What’s in a codec? HEVC versus VP9
As video resolutions evolve from HD to UHD and beyond to 8K, encoding technologies to compress video also evolve. They must do so to accommodate the larger resolutions as well as the bandwidth and storage requirements of the broadcast and media industry. Today we are experiencing a codec war between two competing standards, H.265/HEVC and VP9. This is a continuation of the previous generation codec battle between H.264/AVC and VP8.
Analysis shows that H.265/HEVC and VP9 are in many practical situations equally efficient, providing similar levels of compression efficiency and visual quality with the same given hardware. So when choosing between the two codecs, pure quality should not be the major differentiator.
In last decade’s battle between H264/AVC and VP8, both standards were widely adopted by encoding products, browsers and players alike - but arguably H.264/AVC won out by being employed on just about every operating system, browser, player and encoding device in existence. Apple’s decision not to implement VP8 may have had a contribution to the success of H.264/AVC, but even so it did not stop other mobile players from supporting VP8.
With the current generation H.265/HEVC and VP9 encoders, there are many reasons why companies may deploy either in their products and services, which we will examine further in this article.
One of the main obstacles delaying H.265/HEVC adoption is the licensing and royalty situation, which is confusing and still subject to uncertainty. Many companies contributed to the development of the H.265/HEVC standard, and as a result there are three patent pools that are demand royalties – MPEG LA, HEVC Advance and Velos Media with a further number of IP holders not in any patent pool. See diagram below by Jonatan Samuelsson from IBC 2018 paper.
Conversely, the VP9 standard is an open source, royalty free format that was developed by Google. Google originally developed VP9 mainly for YouTube content. In fact if you want to utilize YouTube in 4K, you have no choice but to use VP9. Google has licensed a number of patents to provide cover for VP9 and future codecs.
VP9 has a much larger potential user base, as decoding support has been adopted within Firefox, Edge and Chrome, the most popular global browsers. H.265/HEVC has only been adopted by Edge and Safari. Given every Android phone ships with Chrome, the numbers of potential decoders is huge.
For video contribution within the enterprise space, only H.265/HEVC solutions have been adopted by the major manufacturers as the next generation after their H.264/AVC products. However these are specialized solutions used for ingest of streaming video from a remote live location back to a broadcast center, typically used for live remote productions. At the receiving end they are typically encoded again for production.
However for OTT, consumer products, and use in set top boxes, the penetration has been rather different, with VP9 being adopted at least as much if not more than H.265/HEVC:-
There has been little focus in the media industry on H.266/VVC (Versatile Video Coding), considered to be the next encoding standard after H.265/HEVC from MPEG/ITU. Its aim is to give a +30%-bit rate improvement over H.265/HEVC and will lend itself to formats for 4K, 8K and even 16K.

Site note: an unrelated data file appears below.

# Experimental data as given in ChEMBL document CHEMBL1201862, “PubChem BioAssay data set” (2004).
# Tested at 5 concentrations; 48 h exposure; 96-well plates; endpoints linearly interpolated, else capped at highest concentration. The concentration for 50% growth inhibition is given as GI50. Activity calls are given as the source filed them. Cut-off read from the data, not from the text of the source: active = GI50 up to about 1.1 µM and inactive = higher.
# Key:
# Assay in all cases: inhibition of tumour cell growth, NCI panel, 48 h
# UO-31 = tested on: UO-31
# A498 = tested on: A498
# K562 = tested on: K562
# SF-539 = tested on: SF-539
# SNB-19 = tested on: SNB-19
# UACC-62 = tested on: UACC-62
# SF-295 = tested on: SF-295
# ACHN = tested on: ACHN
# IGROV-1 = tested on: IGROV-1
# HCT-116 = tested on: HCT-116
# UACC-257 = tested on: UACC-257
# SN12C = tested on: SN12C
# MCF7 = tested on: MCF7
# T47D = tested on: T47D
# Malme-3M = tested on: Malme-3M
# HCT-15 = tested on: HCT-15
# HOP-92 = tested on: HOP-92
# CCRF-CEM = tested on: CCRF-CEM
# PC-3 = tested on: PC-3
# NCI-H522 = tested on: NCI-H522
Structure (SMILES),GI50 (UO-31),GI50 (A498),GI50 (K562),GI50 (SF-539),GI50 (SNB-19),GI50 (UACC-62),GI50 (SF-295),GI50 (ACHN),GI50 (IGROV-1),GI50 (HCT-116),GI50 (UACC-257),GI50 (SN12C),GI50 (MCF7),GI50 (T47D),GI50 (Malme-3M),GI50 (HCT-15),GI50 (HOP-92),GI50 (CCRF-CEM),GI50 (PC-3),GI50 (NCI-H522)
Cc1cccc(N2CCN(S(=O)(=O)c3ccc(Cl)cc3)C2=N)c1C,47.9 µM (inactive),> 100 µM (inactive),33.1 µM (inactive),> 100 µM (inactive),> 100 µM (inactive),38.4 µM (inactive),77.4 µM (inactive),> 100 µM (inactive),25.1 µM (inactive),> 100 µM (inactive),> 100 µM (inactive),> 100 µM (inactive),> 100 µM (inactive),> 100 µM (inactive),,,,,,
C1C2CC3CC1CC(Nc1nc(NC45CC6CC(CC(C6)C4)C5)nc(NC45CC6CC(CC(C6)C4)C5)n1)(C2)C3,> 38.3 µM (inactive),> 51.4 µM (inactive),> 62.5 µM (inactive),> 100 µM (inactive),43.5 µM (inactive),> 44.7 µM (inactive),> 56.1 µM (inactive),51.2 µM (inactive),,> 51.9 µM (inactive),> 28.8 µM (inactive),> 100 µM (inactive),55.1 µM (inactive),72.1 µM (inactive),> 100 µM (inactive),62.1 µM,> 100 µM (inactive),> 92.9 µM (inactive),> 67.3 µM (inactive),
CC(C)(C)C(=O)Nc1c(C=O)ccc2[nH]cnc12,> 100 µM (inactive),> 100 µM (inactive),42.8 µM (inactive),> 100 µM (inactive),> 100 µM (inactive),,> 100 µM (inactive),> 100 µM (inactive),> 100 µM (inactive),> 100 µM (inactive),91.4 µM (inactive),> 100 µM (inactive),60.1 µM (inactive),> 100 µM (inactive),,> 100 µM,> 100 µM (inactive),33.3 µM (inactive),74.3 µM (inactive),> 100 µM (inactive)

Instead, there is now an industry focus on AV1. This is generally considered to be the successor to VP9 and initial tests are showing a 25% improvement in bit rate. The general feeling is that it could be very widely adopted due to the nature of its open source approach. There are also potential improvements over H.265/HEVC, although this has yet to be fully quantified.
AV1 was initially called VP10, and was being developed by Google as the successor to VP9. Along the way Google decided to throw the development of the new standard open to a larger community, creating the Alliance for Open Media (AOM) which was announced on September 1, 2015, with Google contributing its VP10 program to AOM. The founding members were Amazon, Cisco, Google, Intel Corporation, Microsoft, Mozilla, and Netflix. At the time, the formation consolidated the development of three potentially competitive open source codecs including VP10 but also Cisco's Thor and Mozilla's Daala.
There is some concern about potential litigation around AV1 – Nokia sued Apple in 2016 around patent infringement of H.264/AVC, which was settled out of court. There is no suggestion a lawsuit is imminent with AV1 but there have been some rumblings in the industry, with so much at stake. But despite that, the prospects for AV1 seems positive, especially given the royalty issues around H.265/HEVC. At the end of the day, it’s all about adoption rates. It could take a few years to determine a winner. Nevertheless AV1 has some very large companies behind it.
As an encoding company that specializes in FPGA technology for low bitrate encoding, including VP9 and HEVC, NGCodec firmly believes in a multi codec approach for their customers. By providing the backbone to many cloud based encoding solutions, NGCodec technology is optimized for low bandwidth, high-quality applications for H.264/AVC, H.265/HEVC, VP9, AV1, and will be keeping a close eye on H.266/VVC as part of its future roadmap. So in summary, despite the extra complexity, customers will demand all four codecs: H.264/AVC for legacy devices, H.265/HEVC for premium and enterprise, VP9 for mass market Android support, and AV1 as a possible successor for the whole market.